Tight liquidity conditions propel decision, in wake of adverse revenue and cost trends in recent years.
ICICI-backed 3I Infotech Ltd, a software product and services company, is heading for corporate debt restructuring (CDR).
It had loans and advances worth Rs 1,966 crore on the books as of the end of September 2011. Among the options being explored under financial restructuring are converting short-term loans into long-term credit and revision in interest rates.
A senior public sector bank official said the company could not refinance dues as liquidity conditions were tight. Hence, the company has opted for a CDR, where there is a precribed procedure, where the bank with the most loans convenes a meeting of the others to consider what to do, after getting a report in this regard.
The lenders, headed by ICICI Bank, are yet to give a report to their joint forum. The case may come up for discussion at a forum meet scheduled the coming Monday, another bank official said. When asked, the company’s chief financial officer, Amar Chintopanth, declined to comment.
The price of Infotech stock rose sharply on Tuesday, closing 14.6 per cent higher at Rs 16.22 against the previous close of Rs 14.22 on the Bombay Stock Exchange.
According to BSE shareholding data, ICICI Strategic Investment Management Fund, as promoter, had 20.33 per cent stake in the company at end-September 2011. Other key institutional investors include Life Insurance Corporation of India, with 7.14 per cent, and State Bank of India with 2.73 per cent.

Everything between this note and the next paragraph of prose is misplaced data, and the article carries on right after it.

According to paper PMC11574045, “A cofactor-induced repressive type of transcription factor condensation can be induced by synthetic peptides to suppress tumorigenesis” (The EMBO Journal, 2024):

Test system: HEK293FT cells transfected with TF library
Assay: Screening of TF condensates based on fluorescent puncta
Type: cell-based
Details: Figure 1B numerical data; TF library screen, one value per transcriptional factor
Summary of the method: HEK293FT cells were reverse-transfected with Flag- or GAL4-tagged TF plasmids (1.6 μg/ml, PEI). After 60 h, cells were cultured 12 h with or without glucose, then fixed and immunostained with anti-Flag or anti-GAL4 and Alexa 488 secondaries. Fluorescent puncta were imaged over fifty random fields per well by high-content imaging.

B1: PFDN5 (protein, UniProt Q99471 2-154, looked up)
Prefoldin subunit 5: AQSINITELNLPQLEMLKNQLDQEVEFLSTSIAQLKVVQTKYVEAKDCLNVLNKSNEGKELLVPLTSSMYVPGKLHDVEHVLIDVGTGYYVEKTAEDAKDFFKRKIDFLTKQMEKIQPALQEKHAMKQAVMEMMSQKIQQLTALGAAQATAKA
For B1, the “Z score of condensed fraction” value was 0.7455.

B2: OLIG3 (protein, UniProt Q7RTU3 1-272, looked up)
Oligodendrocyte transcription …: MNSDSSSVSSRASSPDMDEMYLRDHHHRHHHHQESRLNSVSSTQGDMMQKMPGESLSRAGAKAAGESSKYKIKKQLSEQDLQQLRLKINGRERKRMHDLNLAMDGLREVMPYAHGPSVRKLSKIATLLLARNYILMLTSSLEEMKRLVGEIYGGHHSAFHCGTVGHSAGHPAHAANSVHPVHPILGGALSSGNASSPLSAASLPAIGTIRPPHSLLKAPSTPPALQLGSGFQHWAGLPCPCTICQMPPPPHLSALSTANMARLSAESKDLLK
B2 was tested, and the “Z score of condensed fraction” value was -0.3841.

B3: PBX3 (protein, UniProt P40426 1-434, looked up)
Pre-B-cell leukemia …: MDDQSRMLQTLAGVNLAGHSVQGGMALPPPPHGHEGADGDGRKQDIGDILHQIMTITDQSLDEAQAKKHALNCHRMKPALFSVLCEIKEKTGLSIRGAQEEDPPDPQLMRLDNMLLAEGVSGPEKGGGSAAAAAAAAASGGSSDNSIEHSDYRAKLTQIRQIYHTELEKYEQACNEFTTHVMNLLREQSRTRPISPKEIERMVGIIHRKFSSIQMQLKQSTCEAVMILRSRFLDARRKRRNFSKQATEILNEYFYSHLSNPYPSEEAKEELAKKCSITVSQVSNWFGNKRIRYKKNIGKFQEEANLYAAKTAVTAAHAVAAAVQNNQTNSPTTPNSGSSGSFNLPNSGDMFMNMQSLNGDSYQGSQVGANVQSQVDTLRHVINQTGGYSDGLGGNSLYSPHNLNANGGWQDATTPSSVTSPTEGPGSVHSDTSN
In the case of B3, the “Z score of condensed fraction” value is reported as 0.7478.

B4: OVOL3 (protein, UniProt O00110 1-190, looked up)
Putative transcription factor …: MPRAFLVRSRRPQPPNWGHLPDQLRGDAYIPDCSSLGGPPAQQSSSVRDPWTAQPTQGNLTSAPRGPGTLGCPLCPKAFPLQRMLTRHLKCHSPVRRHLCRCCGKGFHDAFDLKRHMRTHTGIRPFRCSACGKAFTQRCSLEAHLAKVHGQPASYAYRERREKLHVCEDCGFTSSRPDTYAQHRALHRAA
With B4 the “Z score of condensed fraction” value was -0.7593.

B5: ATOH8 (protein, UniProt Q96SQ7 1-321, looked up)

The management expects to realign debt servicing with the pattern of cash flows, considering its revenue between emerging and developed markets. The growth in revenue has been almost flat for three financial years. Consolidated revenues were Rs 2,304 crore in 2008-09, which improved to just Rs 2,587 crore in 2010-11. For the six months ended September, it reported revenue worth Rs 992 crore. Net margin also fell from 12.2 per cent in 2008-09 to 9.8 per cent in 2010-11.
According to the annual report for 2010-11, three factors have affected the company in the past two years. One, it had to exit from some domestic businesses. For instance, in the third quarter of 2009-10, it had announced a decision to pull out of the e-governance kiosk business. Though it continues to be in this segment, the company had said it would not be in government projects that required a large upfront investment and had inherent uncertainties. After a few quarters, the company had also hived off Taxsmile, an online tax management portal.
Two, its acquisition strategy in banking financial services did not work as expected. While acquisitions brought in large revenue and adequate Ebitda (operating earnings) margins, it put a strain on cash flows and increased the interest burden. Since 2000, it had acquired close to 40 companies. Last year, it had sold its US-based billing and payments unit, consisting of Regulus Group and J&B Software, to an affiliate of private equity firm Cerberus Capital Management, LP, for $137 million.
Finally, these acquisitions were in part funded through Foreign Currency Convertible Debentures (FCCBs), which could get converted into equity due to the meltdown in global financial markets. This added to the debt burden. According to Bloomberg data, its FCCBs are due for redemption later this year. About ¤20 mn worth of FCCBs are due to mature in March and $66 mn in June 2012.